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facts & arguments

JORI BOLTON/The Globe and Mail

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Today's catalogues of super-athletes, supermodels and supermoms can really get the average girl down. I can't pass a newsstand, which for us regular folks happens in the grocery-store line, without being assaulted by a visual "Who's Who of Everyone – But You!"

Deflated by the absence of any person on this list who doesn't have a full staff of their own, I pack my scanned grocery items, replace them in the cart and trundle out to my economy car and an afternoon filled with the banal and un-extraordinary.

If I'm really in the mood for a pity party for one, I'll Google past friends who I vaguely know have gone on to do "great things." Their CVs read like a Rhodes Scholar phone book (a quaint item, I know – younger readers will have to look it up on Wikipedia); their accomplishments have taken them to the four corners of our not-so-square planet to ensure their legacies.

I've been reading Malcolm Gladwell's new book David and Goliath: Underdogs, Misfits, and the Art of Battling Giants, which touts the power of the average underachiever. However, since Gladwell is himself a literary giant, having injected a whole new lexicon into our world (The Tipping Point, anyone?), I can't take much comfort in his words.

Such is the way we live now: So hungry have we become for the next big thing that we adore the elite doing the most extraordinary things, but quickly become bored with our own lives. We all want to be super at something. But what happens when we're not?

Surely the fact Gladwell titled part of his book in reference to David, the human, against the giant Goliath reflects on another myth, that of Icarus. He flew too close to the sun and met his death by a sudden change in cabin pressure (erm, his wings melted). In modern times we witness all too often this Icarus effect. Almost inevitably, our superwomen and men fall to Earth, unable to maintain their godly perfection.

Strangely, even the food world has jumped on the "super" bandwagon, creating superhero foods out of green veggies, seeds and must-be-refrigerated oils. While I am happy to see the end of foams, powdered parsley and deconstructed plates, I can't quite see the fuss over the working-class veggie world. I mean, I love Brussels sprouts and kale, but do they need to be so lauded that they now receive star treatment in every restaurant that's cancelled its 15-course tasting menu? Should kale and quinoa be so revered that they arrive at your table in hushed silence?

Food and eating used to be about survival, yet superchefs and superfood now garner as much celebrity clout as movie stars. What do chefs do, exactly? They cook food. Which is something I do most days, but I've rarely received fawning praise from my diners. If I can get the five-year-old to sit still for the duration of dinner I've accomplished something.

Which brings me to parenting – another area kidnapped by elitism, and an arena to which I have season tickets. I think it's time to start embracing mediocrity in parenting. Heaven help us if another national magazine features a mother who does it all, a CEO who builds a daycare next to her office (I would, too, only I'm terrible at bricklaying – my own fault), or a parenting "expert" who asserts that all children have the potential to be geniuses if only their parents learned to push the poor dears to the brink with rigorous lessons in violin and math. What do we risk by striving to achieve superdom?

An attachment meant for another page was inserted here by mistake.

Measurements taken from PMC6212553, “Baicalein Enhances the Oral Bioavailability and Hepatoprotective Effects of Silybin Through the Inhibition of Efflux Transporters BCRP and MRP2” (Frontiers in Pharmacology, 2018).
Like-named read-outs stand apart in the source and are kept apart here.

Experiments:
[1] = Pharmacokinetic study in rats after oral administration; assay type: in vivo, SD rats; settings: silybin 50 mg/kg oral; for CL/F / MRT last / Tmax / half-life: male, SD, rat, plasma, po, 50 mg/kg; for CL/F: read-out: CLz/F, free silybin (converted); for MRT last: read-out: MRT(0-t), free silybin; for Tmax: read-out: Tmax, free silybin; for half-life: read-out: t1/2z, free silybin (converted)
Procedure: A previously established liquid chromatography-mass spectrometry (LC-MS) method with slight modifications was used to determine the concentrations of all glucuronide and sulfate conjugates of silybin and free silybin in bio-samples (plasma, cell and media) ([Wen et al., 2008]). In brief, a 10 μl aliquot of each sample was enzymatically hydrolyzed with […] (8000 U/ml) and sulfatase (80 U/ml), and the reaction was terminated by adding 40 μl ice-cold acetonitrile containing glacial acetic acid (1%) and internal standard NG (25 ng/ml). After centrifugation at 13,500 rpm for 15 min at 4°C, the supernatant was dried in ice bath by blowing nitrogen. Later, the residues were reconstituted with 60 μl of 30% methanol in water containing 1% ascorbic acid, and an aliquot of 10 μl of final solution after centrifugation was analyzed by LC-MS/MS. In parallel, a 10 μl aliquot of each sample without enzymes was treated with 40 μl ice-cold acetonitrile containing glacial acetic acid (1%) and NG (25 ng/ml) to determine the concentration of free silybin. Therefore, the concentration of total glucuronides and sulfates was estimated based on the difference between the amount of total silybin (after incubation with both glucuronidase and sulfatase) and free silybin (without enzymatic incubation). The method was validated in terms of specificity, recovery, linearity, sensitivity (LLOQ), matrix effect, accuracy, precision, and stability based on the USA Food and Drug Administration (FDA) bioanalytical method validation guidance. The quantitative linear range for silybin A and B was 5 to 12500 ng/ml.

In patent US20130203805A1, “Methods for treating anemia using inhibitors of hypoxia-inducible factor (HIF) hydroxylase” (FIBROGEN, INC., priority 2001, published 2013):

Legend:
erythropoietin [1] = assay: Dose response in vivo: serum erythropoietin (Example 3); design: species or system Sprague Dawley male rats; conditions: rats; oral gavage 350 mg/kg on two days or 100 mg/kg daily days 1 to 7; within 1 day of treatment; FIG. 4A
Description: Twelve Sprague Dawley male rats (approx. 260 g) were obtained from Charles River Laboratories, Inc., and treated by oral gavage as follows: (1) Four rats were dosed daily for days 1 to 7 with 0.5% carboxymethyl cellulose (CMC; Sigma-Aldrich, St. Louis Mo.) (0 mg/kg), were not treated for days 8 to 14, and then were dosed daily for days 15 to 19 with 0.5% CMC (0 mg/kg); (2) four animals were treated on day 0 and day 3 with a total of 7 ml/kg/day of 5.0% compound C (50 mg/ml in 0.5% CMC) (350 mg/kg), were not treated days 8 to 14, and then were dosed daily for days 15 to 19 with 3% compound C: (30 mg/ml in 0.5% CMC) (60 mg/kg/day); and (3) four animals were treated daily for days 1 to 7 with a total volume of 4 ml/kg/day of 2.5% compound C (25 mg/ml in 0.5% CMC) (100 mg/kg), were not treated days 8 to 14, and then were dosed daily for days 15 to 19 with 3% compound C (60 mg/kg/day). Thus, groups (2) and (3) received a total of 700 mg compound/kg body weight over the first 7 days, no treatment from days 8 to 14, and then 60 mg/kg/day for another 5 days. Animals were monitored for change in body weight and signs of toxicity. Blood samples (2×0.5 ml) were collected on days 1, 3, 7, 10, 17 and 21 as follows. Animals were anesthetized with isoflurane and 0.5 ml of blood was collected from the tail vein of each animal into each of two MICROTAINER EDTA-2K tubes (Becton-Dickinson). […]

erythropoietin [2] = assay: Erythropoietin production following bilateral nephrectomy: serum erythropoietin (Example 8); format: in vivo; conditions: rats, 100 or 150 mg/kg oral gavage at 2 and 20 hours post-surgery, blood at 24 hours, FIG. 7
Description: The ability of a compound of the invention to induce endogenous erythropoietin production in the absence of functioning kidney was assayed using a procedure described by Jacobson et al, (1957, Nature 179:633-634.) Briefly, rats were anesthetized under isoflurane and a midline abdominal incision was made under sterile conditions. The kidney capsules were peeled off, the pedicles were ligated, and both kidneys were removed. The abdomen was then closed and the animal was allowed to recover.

But wait a minute – or is a minute too long now? What if we told our kids and ourselves that we can't do it all; and moreover, that doing it all will only mean less quality, less meaning and less time for everyone involved?

Wouldn't it be wonderful to do one thing at a time, and indeed do it well? Isn't multitasking – despite being the boast of many people these days who are just "so, sooo busy!" – perilously close to attention deficit disorder? Am I the only one who discovers midway through the third item on my To Do list that I've forgotten what I was up to originally? Multitasking, in my un-extraordinary mind, seems to produce more flummoxing and unfinished projects to litter my house, which of course I should have tidied up a bit better instead of trying to vacuum/cook/arrange a car pool to some hockey arena.

Serious moral ramifications lie in the relentless pursuit of perfectionism. While we seek an App to outsource ourselves because we're too busy for our own lives, we risk making ourselves, our humanity, obsolete. Without this collective, vested humanity, we shape-shift into something not human. The "super" prefix creeps into our dialogue, skewing our behaviour, often with catastrophic, inhuman results.

Oscar Pistorius, the most recent super-athlete to have fallen from the sun's vertiginous heights, did more than overcome his physical impediment. His stratospheric success allowed us all to buy into the hero worship that occurs in elite sports. But his fall from divine performance was swift and brutal.

Perhaps mediocrity isn't such an unattractive state after all. Being ordinary allows one to remain human, to understand the faults in each other, and to recognize ourselves in the other rather than striving toward becoming the next Super-Whatever.

Now, I'm off to the kitchen to tackle a pile of dishes, lest I get too above my station.

Catherine Brennan lives in Toronto.